How have you been a change agent at
your organization? What have you done
that you’re particularly proud of?
It’s been a successful three years here at Textron, but that follows a couple years being
involved with the portfolio from a previous
consulting role. A new CIO brought a different investment philosophy to our Pension
portfolio in 2013, and I’m particularly proud
of reshaping our investments to better fit his
more direct and active style of investing. This
has included pairing high conviction active
managers with low-cost, liquid beta sleeves to
more easily shape desired portfolio tilts.
What is the asset class or investment
that keeps you up at night, and why?
Beta keeps me up at night. It’s so important, but it’s such a fickle friend for all of us.
No matter how smart all our strategies and
choices can be, there’s this tendency to feel
like a turkey that doesn’t know if it’s April
or November. We work every day to be prepared to avoid the next major drawdown,
and we also work hard to catch every good
wave we can.
What methodologies have you adopted
within your institution?
We’ve built a good model for core/satellite
investing into our portfolio. We’ve also tried
to expand our opportunity set for investment
decision making. For example, we try to
think beyond the given labels of asset classes
and maintain a view of how we can balance
trickier, less-obvious budgets. Like illiquidity
vs. liquidity, long vol vs. short vol, lower fee
vs. higher fee, factor exposure, capital stack
Where do you fall in the passive vs.
Squarely in the middle. For everything, turn,
turn, turn, there is a season, turn, turn, turn.
What are the changes you’d like to see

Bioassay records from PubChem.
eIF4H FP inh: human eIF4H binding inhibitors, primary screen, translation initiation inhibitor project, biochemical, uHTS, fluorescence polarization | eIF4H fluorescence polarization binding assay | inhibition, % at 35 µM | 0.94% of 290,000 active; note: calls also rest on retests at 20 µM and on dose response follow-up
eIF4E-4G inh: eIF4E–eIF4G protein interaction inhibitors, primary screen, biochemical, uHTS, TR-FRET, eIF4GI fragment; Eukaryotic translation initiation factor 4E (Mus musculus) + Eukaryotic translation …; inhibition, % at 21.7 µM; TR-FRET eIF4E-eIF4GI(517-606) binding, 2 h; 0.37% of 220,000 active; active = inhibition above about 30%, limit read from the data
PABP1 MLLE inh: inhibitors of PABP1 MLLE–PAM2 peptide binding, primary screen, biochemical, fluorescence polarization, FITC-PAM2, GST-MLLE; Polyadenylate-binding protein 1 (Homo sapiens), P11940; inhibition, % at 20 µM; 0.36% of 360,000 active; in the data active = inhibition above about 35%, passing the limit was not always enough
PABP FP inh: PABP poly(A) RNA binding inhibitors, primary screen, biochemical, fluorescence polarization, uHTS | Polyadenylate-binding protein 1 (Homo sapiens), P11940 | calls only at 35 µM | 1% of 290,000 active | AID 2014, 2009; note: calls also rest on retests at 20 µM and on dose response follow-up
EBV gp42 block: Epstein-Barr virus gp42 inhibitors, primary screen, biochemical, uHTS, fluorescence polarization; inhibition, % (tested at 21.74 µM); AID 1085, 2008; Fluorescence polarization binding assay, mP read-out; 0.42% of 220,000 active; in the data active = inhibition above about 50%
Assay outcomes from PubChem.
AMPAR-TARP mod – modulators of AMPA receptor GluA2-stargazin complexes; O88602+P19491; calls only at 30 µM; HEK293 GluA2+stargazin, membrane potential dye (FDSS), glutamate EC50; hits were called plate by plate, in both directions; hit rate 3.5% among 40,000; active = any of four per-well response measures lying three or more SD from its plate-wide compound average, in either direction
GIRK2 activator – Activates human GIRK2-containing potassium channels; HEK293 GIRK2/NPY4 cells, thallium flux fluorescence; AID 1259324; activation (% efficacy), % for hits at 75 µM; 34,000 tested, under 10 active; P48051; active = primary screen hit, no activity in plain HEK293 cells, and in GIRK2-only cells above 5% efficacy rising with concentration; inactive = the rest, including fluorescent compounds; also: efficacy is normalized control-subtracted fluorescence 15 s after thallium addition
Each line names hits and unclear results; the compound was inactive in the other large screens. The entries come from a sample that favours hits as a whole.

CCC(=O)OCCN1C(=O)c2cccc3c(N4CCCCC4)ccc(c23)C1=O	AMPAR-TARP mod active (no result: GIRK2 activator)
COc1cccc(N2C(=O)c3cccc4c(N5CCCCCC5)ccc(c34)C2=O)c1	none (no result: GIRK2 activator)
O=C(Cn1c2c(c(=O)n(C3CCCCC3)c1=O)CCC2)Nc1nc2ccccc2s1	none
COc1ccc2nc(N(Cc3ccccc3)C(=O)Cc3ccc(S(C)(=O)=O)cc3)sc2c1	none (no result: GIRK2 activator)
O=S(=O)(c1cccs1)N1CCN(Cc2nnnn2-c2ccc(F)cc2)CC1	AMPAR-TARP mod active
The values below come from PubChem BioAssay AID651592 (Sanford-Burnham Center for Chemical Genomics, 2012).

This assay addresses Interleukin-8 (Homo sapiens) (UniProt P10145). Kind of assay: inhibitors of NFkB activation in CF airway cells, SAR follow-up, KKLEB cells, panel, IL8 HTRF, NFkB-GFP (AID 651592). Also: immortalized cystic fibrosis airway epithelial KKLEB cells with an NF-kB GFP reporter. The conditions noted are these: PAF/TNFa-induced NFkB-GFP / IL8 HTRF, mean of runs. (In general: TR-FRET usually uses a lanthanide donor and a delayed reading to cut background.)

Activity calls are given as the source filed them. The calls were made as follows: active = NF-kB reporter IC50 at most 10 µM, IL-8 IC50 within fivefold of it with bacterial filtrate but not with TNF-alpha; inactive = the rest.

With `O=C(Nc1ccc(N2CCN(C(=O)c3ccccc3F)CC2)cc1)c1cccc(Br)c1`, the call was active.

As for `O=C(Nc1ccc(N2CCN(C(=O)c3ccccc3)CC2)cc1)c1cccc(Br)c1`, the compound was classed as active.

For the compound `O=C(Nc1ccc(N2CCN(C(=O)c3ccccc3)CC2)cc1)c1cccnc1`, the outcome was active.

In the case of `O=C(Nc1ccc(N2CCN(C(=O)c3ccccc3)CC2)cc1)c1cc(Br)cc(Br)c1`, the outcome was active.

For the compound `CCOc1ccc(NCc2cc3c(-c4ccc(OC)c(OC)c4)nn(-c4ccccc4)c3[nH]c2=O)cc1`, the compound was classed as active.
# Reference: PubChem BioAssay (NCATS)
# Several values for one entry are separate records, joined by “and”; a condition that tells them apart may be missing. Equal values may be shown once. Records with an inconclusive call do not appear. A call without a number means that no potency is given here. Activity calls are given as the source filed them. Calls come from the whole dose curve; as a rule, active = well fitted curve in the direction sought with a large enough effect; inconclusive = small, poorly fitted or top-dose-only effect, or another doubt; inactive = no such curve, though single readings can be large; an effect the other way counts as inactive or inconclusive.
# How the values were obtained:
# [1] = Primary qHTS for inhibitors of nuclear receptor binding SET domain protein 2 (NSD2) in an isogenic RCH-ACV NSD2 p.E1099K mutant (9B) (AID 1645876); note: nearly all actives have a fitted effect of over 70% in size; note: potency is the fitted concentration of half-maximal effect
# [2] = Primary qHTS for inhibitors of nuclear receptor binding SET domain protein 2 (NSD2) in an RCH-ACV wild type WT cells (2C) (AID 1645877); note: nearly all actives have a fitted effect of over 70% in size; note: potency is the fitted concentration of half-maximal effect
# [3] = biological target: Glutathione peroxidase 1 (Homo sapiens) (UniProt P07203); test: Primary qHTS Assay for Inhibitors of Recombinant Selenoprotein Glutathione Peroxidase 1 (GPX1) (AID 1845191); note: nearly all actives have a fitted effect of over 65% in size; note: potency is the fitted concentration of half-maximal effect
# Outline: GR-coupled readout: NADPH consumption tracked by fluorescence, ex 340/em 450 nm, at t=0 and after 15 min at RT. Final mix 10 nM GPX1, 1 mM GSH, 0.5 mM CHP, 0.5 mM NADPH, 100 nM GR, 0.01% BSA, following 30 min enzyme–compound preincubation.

the institutional investing community
make in 10 years?
I’m typically not one to prescribe change, I
mostly try to learn what exists and why, and
try to navigate effectively within the constraints. One obvious candidate is to try to
incentivize people to care more about long-term wealth compounding than short-term
red or green numbers, but it’s a tall order to
combat human nature.
Who is a manager you don’t currently
work with whose brain you’d like to
Line ‘em up—so many, it’d be boring to
most people. I’d like to mention Patrick
O’Shaughnessy and Barry Ritholtz as people that might have found the answer to this
question…start an awesome podcast that
takes the sting out of a commute!
Ideally, where would that meeting take
The golf course, where real people can talk
for real without notes while trying to stay
active. Also, you get the opportunity to see a
person’s reaction to success/failure/challenge
happening 72-122 times within three hours.
What is the software investment tool
that helps you most?
It feels like an arms race out there in the
world of data now. Bloomberg, FactSet, and
FinViz each play an important role for me,
Director of Pension Investments, Textron
In questioning conventional wisdom Erik elevates the
conversation; he’s a second level thinker. I think he’s
a great investor.
but that’s alphabetical and there are different price points.
What would improve the relationship
between you and managers?
Just enough truth. That’s sometimes different than the right answer, but is typically the
bedrock of a long-term, mutually beneficial
relationship. I do feel like we have great relationships in our book, hopefully that’s a two-way sentiment.
Why did you choose your current path?
I seem wired to create whole things from
individual pieces, I can tend to have a real
curiosity for the way things work, and I’m a
bit of a second-generation participant, so I’m
lucky to be blessed with terrific guidance. It’s
a real honor to be able to work with all our
peers on every side of the table each day, and
that makes it easier to get out of bed in the
morning looking forward to the challenge.
But, that said, I love weekends, too.